Every year it is my goal to finish with our core subjects by the end of April. We are really close. At this stage in the game, I rely on my daughters ages 12 and 13 to be independent and complete their school work without a lot of prodding from me.
REALITY CHECK HERE---It actually takes lots of prodding. It amazes me how they don't forget that dance lessons are Tuesday night or that I need to drive someone to the stables at 3. Somehow, they often forget that they need to be finishing their lessons for the day.
I had a conversation with DD13 today and explained that when she is finished with her 8th grade work, she can start her "summer break". If it takes her to December, she won't get a summer break, but she won't be in 9th grade until her assignments for 8th grade are finished. Somehow this is a tough concept to grasp at 13.
Tuesday, April 5, 2011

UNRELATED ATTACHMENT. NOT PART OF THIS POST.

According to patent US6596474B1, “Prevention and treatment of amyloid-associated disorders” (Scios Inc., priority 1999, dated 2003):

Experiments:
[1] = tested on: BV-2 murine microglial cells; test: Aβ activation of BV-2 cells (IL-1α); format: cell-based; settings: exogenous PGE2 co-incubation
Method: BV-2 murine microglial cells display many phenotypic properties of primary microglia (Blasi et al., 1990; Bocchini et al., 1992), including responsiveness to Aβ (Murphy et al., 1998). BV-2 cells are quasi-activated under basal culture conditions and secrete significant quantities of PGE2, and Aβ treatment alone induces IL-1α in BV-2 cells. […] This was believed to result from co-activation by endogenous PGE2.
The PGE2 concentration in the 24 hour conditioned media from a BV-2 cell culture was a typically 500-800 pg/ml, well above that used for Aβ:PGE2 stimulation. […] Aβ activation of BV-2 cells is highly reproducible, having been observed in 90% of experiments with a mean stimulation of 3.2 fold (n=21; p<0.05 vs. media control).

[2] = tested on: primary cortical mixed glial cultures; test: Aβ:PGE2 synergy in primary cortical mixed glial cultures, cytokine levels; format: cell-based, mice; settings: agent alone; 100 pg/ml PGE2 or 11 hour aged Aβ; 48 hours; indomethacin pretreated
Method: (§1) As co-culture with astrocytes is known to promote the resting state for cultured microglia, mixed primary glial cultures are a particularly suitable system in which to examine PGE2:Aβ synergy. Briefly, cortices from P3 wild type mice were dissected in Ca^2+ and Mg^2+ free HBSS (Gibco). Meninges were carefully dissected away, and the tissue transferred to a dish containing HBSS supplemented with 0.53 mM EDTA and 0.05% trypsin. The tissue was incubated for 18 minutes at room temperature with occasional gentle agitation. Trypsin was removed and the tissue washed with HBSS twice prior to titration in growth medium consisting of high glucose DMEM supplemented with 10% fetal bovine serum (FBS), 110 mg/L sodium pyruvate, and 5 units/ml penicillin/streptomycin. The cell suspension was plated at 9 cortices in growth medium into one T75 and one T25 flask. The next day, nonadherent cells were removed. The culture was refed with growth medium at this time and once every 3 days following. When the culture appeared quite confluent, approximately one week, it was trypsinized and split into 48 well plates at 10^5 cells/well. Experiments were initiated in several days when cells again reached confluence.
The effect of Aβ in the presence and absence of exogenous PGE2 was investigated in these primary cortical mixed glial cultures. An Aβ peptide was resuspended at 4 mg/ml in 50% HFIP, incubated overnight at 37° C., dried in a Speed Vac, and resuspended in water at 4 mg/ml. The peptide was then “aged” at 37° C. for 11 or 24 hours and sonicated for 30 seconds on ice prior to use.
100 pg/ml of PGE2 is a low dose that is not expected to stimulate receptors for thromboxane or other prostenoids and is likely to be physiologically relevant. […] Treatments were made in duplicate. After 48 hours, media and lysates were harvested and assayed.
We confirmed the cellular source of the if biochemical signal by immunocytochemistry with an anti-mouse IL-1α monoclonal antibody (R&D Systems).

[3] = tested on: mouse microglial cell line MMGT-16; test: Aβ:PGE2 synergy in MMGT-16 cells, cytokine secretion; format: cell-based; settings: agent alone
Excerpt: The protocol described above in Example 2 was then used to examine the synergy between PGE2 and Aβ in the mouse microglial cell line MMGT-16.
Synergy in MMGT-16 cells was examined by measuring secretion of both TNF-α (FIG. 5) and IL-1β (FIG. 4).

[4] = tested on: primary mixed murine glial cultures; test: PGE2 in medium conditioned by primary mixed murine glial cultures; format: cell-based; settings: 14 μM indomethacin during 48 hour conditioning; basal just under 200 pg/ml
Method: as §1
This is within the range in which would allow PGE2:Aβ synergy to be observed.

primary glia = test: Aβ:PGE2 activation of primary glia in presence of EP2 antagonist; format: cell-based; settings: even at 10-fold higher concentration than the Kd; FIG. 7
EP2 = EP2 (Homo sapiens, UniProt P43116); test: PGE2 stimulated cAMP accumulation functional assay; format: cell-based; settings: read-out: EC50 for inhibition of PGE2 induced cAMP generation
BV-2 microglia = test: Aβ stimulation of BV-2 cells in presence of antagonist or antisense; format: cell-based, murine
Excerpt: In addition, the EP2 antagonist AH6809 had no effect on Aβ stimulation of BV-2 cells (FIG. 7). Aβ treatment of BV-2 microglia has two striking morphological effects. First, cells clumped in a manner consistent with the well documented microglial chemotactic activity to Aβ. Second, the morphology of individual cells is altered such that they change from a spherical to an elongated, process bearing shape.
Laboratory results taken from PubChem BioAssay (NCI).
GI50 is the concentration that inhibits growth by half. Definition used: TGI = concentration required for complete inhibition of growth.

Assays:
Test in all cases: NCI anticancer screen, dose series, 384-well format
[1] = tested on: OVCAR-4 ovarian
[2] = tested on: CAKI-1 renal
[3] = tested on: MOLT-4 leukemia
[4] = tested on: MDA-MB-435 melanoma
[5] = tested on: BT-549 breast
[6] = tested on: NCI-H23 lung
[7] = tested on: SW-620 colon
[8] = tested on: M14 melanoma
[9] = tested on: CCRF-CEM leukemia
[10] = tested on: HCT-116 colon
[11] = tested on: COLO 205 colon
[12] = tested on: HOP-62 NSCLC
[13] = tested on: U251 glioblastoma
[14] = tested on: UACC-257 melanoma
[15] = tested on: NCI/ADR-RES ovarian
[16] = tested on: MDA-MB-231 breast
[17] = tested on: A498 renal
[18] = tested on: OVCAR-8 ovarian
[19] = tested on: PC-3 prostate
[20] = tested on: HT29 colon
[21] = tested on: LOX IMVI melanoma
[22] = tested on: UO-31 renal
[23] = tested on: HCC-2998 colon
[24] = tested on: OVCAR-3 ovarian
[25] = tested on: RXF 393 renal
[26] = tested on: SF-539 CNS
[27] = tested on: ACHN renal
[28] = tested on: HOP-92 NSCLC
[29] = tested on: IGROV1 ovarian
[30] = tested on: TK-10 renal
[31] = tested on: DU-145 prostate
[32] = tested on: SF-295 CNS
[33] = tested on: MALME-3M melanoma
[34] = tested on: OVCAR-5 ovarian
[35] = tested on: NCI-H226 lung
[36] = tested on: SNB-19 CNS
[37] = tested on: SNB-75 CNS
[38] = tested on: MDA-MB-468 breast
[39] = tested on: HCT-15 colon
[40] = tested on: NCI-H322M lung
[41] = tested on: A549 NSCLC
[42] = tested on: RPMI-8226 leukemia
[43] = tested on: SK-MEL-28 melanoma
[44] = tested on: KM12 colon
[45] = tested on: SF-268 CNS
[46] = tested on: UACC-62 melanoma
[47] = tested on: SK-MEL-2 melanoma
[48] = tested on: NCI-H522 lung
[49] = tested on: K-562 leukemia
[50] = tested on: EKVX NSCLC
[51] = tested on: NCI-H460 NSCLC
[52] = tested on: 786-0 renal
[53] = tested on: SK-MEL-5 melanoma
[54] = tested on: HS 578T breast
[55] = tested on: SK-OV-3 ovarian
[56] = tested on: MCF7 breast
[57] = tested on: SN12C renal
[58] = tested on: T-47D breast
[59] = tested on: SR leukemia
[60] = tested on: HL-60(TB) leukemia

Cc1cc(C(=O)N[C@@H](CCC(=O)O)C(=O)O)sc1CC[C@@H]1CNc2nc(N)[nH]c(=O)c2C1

I feel the need to preface this post with the following: This is my experience and I am aware that my experience may be biased due to my beliefs. Others who might be in the same situation may see things entirely different. However, I feel it is important to share my experiences. Due to our financial situation, I have gone to the public schools in my area to substitute teach this spring. In this post, I am only discussing what I saw today in a 5th grade classroom. It seems that every day that I go in to sub, I start the day thinking, "I could do this. If something happened to my husband, I could really do this again." It's not unfamiliar territory to me because I've done it all before. I realize in a substitute position, I'm going to see the worst behaviors. The children's authority figure (a.k.a. the teacher) is not present and they don't know me from Adam. I get that. Today, when the children's assignments were finished, I tried to play a game with them. The kids were in groups of four. I gave one child in each group a sheet of lined paper. That child wrote an opening sentence to a story. After a period of time, the paper was passed to the next child to write the second sentence, and so on. In the meantime, a woman came into the room. I'm not sure who she was because she didn't introduce herself and there was nothing in the sub plans about anyone who was to come to the room. She stood silent on one side of the room. I believe she was there to assist kids who had mild special needs. So back to the writing activity - after the first round, I quickly realized I should have gone over more ground rules besides just using capital letters and punctuation. I should have included rules like "Let's not write a story about poop." and "If you must use a classmates name in the story, be sure it won't be embarassing or insulting to him." After listening to a couple of awful stories, I stopped and collected them. At that point I explained the additional ground rules and explained the "why" for each rule. Then, I asked if what they wrote before would be something they wanted their parents to read. I could see some remorse in the room and felt the offense would not be repeated. It was clearly time to move on. Then out of the blue, the silent woman in the room said, "Or worse yet, would you want the principal to read those stories?" (She did emphasize the principal's name.) That is all she said the entire class period. Yikes! I guess I'm coming from a perspective that children should have to answer to their parents. She totally wiped that out by throwing the principal comment out there. And I thought, "There it is!! The subliminal message that we owe more homage to the government than to our families." I hope my own children would know how to act appropriately when I'm not around. I hope they don't do things that would cause embarassment to themselves or to others. What I'm seeing in the public schools are a bunch of mean kids - especially the girls! They are just downright mean. I could see DD12 slipping into that meanness as a matter of survival. I could see DD13 just withdrawing from everyone. I don't want that for my kids. School is supposed to be an educational institution that is also a safe environment. It simply isn't safe on a number of levels. I feel that I have this unique front row seat to watch what's going on in the schools that even the parents of those kids don't get to see. I try to go in open minded and have a positive attitude. Not all days are like today. Nonetheless, I have a high number of days like this. Tomorrow, I will be happy to go see a stage production of Aladdin with my kids next to me. If inappropriate things come up, I (not other children) will have the opportunity to discuss it through. I'm thankful to our Sovereign Lord that I have the freedom to homeschool my kids.